Following a 10-year tenure at the helm of the Yale women’s basketball program, head coach Chris Gobrecht has accepted a position as head coach of the U.S. Air Force Academy’s women’s basketball team, Jim Knowlton, Air Force director of athletics, announced Tuesday.
Gobrecht, the winningest head coach in the history of Yale women’s basketball, departs from New Haven to take on her sixth NCAA Division I head coaching job in her 35-year career. She has also asked her assistant coaches to follow her to the Air Force program, but they have not yet decided whether or not to stay, according to guard Nyasha Sarju ’16.
Yale captain and guard Sarah Halejian ’15 said Gobrecht revealed the news to her players at a team meeting yesterday afternoon, and that the announcement came as a “complete surprise” to everyone on the team.
“Obviously everyone was super upset, but I think that it’s also important at this point to move on and look to the future,” Halejian said. “I think that Yale’s athletic department will do a great job getting the best possible candidate [as Gobrecht’s successor]. We’re all upset, but the future is still very bright.”
Though Gobrecht’s own extensive pedigree as a player and coach does not directly touch Air Force, she does hold ties to the service academy through her son, Eric Gobrecht, who graduated from the school in 2009 as a member of its water polo team.
Halejian said she does not know whether Gobrecht would be leaving for Air Force immediately, and she was unaware of the short-term plans to hire a new Yale head coach. Director of Athletics Tom Beckett said that the search for a new head coach will begin immediately and that the search committee will seek assistance from the members of the team in finding a coach.
“It is very difficult for me to leave Yale University, and in particular, difficult to leave a team that I love and one I believe is destined for great success in the Ivy League next year and for years to come,” Gobrecht said in an Air Force announcement.
Air Force hired Gobrecht just a month after announcing that former head coach Andrea Williams would not have her contract renewed. Williams began coaching the Falcons in 2010 and compiled just a 22–128 record, with an 8–74 mark in Mountain West Conference play in her five years at Air Force.
Gobrecht has experience turning around struggling programs, as she stepped into her role at Yale in 2005 following three consecutive losing Ivy seasons. Though the Bulldogs went 2–12 and 5–9 against Ivy foes during her first two seasons, Gobrecht led Yale to an Ivy record of 0.500 or better in seven of the next eight years.
“Coach Chris Gobrecht has been an exceptional leader and role model as the head coach of the Yale women’s basketball program,” Beckett said in an email. “We are extremely proud of her work with the women of Yale basketball and her countless contributions to our department and the entire Yale community.”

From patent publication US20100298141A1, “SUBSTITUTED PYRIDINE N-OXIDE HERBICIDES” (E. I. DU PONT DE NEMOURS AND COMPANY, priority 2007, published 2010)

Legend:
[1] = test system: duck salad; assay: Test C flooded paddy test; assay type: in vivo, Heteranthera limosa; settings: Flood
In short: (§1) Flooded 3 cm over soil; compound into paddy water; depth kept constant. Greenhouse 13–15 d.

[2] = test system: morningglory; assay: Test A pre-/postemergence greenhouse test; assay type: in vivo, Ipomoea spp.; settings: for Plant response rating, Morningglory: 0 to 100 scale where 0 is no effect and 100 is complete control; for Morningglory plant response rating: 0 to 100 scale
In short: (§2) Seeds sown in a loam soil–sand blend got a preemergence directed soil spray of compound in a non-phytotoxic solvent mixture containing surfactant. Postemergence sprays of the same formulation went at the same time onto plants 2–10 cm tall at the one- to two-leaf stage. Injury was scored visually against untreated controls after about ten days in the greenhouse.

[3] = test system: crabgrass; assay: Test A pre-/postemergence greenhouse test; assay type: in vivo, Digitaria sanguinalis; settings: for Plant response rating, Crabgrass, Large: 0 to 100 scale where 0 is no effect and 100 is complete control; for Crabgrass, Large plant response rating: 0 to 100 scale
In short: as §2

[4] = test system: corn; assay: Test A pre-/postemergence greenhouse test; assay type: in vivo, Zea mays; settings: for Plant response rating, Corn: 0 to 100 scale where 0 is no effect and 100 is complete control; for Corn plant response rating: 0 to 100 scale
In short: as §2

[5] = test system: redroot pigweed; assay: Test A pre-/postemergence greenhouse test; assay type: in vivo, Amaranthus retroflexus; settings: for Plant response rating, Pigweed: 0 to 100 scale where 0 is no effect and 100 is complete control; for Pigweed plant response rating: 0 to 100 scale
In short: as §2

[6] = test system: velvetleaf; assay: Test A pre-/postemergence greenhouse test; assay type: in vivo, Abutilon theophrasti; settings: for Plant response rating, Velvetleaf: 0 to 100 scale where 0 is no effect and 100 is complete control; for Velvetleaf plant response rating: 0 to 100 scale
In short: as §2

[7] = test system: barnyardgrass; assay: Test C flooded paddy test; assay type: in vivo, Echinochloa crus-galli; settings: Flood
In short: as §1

Perhaps Gobrecht’s most notable season was 2010–11, in which the Elis boasted a 10–4 conference record and a 14–15 overall mark, and tied Harvard for a second-place finish in the Ancient Eight standings en route to an appearance in the Women’s National Invitation Tournament.
Overall, Gobrecht finishes with a 117–162 record at Yale, giving her the most wins in program history. She also holds that honor at the University of Washington, where she went 243–89 in 11 seasons. Her 542–473 record as a Division I head coach gives her a win total in the top 30 among active coaches in the NCAA.
“When I was recruited, she was an amazing coach,” forward Meredith Boardman ’16 said. “She was one of the only ones that was completely transparent throughout the whole process, so that is something that I have always really admired in her. It’s sad, but I know that she is going to do great things and I just feel lucky to have played for her.”
Halejian added that Gobrecht took the Yale basketball program to new levels in her decade as head coach, and that she is confident the Elis will continue to improve after her departure.
According to Boardman, none of the players had ever considered that Gobrecht would leave during their time at Yale.
“Each season we focus on doing well,” Boardman said. “Our focus is always about the team. [Gobrecht leaving] was never [something that] I thought about.”
Boardman and Halejian both highlighted memories of Gobrecht supporting her players both on and off the court. Halejian described the team’s trip to Ireland in the summer of 2013 as an opportunity for players to enjoy each other’s company in a less intense environment, while Boardman said Gobrecht took each class out to dinner each year, a kind gesture that showed her care for players.
Gobrecht could not be reached for comment after the Air Force announcement last night.
Gobrecht will be the eighth head coach in Air Force women’s basketball history.